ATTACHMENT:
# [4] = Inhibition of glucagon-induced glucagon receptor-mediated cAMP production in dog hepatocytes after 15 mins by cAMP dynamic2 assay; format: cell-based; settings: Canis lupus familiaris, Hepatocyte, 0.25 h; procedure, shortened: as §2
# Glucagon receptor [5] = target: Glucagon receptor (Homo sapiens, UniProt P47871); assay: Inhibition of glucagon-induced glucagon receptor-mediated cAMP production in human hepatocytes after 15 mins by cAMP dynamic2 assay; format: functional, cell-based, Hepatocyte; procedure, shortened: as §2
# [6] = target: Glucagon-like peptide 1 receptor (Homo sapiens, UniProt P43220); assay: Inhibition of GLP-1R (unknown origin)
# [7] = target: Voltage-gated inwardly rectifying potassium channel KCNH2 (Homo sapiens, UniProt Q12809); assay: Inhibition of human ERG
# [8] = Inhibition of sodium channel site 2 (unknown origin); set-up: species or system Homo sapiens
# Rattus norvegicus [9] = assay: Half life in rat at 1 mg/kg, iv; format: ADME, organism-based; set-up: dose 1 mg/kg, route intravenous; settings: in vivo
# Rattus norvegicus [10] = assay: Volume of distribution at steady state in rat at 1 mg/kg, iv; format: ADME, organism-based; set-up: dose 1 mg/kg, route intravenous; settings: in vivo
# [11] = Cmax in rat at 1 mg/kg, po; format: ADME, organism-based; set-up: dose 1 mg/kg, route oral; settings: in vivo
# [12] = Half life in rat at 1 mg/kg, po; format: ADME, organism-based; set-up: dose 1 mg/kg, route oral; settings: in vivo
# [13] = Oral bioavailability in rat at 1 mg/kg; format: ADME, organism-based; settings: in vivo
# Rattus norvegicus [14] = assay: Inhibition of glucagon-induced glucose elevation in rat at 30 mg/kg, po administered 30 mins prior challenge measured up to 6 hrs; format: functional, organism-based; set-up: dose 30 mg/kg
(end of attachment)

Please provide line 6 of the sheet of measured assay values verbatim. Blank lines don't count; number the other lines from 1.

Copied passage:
# Rattus norvegicus [9] = assay: Half life in rat at 1 mg/kg, iv; format: ADME, organism-based; set-up: dose 1 mg/kg, route intravenous; settings: in vivo